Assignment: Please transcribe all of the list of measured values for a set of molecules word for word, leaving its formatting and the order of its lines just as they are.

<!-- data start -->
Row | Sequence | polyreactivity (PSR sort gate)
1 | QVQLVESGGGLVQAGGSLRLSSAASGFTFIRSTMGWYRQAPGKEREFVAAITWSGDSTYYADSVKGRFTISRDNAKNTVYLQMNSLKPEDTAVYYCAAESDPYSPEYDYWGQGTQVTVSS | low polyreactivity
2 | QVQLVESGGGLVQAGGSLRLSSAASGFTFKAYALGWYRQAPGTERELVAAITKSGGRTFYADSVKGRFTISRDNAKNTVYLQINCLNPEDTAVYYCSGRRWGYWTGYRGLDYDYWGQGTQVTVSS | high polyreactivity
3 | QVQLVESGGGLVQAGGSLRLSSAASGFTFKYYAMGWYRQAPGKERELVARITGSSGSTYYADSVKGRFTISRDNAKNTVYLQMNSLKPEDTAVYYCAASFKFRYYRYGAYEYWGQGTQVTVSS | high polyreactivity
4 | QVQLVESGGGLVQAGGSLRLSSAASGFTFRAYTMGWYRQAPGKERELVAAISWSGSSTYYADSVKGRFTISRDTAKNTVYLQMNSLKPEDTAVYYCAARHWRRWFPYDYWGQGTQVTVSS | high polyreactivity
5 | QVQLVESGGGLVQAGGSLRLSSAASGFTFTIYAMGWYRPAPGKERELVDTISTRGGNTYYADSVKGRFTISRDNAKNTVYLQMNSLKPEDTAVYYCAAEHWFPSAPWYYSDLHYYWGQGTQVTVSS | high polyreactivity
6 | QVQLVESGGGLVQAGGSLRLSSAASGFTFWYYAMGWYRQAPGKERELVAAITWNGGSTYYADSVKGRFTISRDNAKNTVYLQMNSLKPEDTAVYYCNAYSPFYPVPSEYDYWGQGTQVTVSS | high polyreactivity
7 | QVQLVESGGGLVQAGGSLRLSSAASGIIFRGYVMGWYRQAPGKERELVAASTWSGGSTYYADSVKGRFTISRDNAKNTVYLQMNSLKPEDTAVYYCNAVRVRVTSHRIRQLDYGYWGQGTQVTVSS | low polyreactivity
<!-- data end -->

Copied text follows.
Row | Sequence | polyreactivity (PSR sort gate)
1 | QVQLVESGGGLVQAGGSLRLSSAASGFTFIRSTMGWYRQAPGKEREFVAAITWSGDSTYYADSVKGRFTISRDNAKNTVYLQMNSLKPEDTAVYYCAAESDPYSPEYDYWGQGTQVTVSS | low polyreactivity
2 | QVQLVESGGGLVQAGGSLRLSSAASGFTFKAYALGWYRQAPGTERELVAAITKSGGRTFYADSVKGRFTISRDNAKNTVYLQINCLNPEDTAVYYCSGRRWGYWTGYRGLDYDYWGQGTQVTVSS | high polyreactivity
3 | QVQLVESGGGLVQAGGSLRLSSAASGFTFKYYAMGWYRQAPGKERELVARITGSSGSTYYADSVKGRFTISRDNAKNTVYLQMNSLKPEDTAVYYCAASFKFRYYRYGAYEYWGQGTQVTVSS | high polyreactivity
4 | QVQLVESGGGLVQAGGSLRLSSAASGFTFRAYTMGWYRQAPGKERELVAAISWSGSSTYYADSVKGRFTISRDTAKNTVYLQMNSLKPEDTAVYYCAARHWRRWFPYDYWGQGTQVTVSS | high polyreactivity
5 | QVQLVESGGGLVQAGGSLRLSSAASGFTFTIYAMGWYRPAPGKERELVDTISTRGGNTYYADSVKGRFTISRDNAKNTVYLQMNSLKPEDTAVYYCAAEHWFPSAPWYYSDLHYYWGQGTQVTVSS | high polyreactivity
6 | QVQLVESGGGLVQAGGSLRLSSAASGFTFWYYAMGWYRQAPGKERELVAAITWNGGSTYYADSVKGRFTISRDNAKNTVYLQMNSLKPEDTAVYYCNAYSPFYPVPSEYDYWGQGTQVTVSS | high polyreactivity
7 | QVQLVESGGGLVQAGGSLRLSSAASGIIFRGYVMGWYRQAPGKERELVAASTWSGGSTYYADSVKGRFTISRDNAKNTVYLQMNSLKPEDTAVYYCNAVRVRVTSHRIRQLDYGYWGQGTQVTVSS | low polyreactivity